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Python Dates and Times in Python (2014) Let's Build a Timed Quiz App Harder Time Machine

Vic A
Vic A
5,452 Points

Why won't this pass?!

i don't understand why this is an invalid keyword argument. Need help

import datetime

starter = datetime.datetime(2015, 10, 21, 16, 29)

# Remember, you can't set "years" on a timedelta!
# Consider a year to be 365 days.

## Example
# time_machine(5, "minutes") => datetime(2015, 10, 21, 16, 34)
def time_machine(intx, y):
    timesy = ['months', 'days', 'hours', 'minutes']
    if y.lower() in timesy:  
        tde = starter + datetime.timedelta(y=intx)
    elif y.lower() == 'years':
        tde = starter + datetime.timedelta(days = (intx * 365))
        print("Invalid input...")

    return (tde - starter).y

3 Answers

Chris Freeman
Chris Freeman
Treehouse Moderator 68,423 Points

There are two areas to clean up:

  • The return statement should be a simple return tde. The goal is to return a new datetime object with the timedelta added in. The variable tde has this already. The trailing .y seems like a typo.
  • The assigning of the arguments to timedelta is a bit trickier. If you wish to do it in one variable filled command, then you need to expand y to it's value before it's interpreted as an keyword. Otherwise, keywords are taken literally as the string name of the keyword and they are not converted to the value the variable of the same name is pointing at. That is, "y" stays "y" and not the value of y.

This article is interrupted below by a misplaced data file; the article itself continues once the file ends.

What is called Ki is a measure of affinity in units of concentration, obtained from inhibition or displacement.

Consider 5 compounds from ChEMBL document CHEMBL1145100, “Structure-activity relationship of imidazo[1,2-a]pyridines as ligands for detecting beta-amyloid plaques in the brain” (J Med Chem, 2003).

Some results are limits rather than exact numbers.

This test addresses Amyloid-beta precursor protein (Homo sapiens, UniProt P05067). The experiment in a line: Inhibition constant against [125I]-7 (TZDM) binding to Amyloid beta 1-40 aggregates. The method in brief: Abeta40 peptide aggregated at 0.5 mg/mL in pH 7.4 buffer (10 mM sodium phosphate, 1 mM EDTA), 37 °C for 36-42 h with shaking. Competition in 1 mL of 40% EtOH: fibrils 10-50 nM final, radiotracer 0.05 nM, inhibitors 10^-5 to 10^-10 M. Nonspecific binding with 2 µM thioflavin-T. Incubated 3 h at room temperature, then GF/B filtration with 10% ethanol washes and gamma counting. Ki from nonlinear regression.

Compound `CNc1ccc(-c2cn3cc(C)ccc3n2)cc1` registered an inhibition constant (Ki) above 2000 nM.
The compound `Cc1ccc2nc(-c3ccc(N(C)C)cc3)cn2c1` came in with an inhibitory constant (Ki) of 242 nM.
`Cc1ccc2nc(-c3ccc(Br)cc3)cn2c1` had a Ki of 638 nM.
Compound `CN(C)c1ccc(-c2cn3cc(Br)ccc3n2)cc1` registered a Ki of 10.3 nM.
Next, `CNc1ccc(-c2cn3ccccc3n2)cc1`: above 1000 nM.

One trick is to use keyword expansion ** before a dictionary containing the variable keyword and the variable value. The double-asterisk will change **{y:intx} to (value_of_y=value_of_intx) in an argument list.

  • The else: ... print() statements isn't needed for the challenge, but it good to see you covering the boundary cases. Nice!
Vic A
Vic A
5,452 Points

"I don't understand what you mean by "expand y to its value before it's interpreted as a keyword."

Chris Freeman
Chris Freeman
Treehouse Moderator 68,423 Points

The nuance is differentiating between the string "y" and the variable named y.

In the context of an argument list, the code y=intx will be parsed as "y" being the literal string name of a keyword parameter and not a variable. That is, there is no connection between the "y" and the variable y assigned in the functions signature parameter assignment.

The the literal "y" needs to be forced to be interpreted as the variable y and then it needs to be replaced with the value it points to before it is interpreted as the literal keyword argument to timedelta. By using the double-asterisk expansion, "y=intx" gets expanded to "month=intx_value" before it is used as the timedelta argument.

I hope that's clearer. It kind of sounds like I just repeated what was said earlier. Keep asking if you need more details!!

Vic A
Vic A
5,452 Points

No, i understand now thanks. I can tell your on a whole nother level than me but I'll get there :)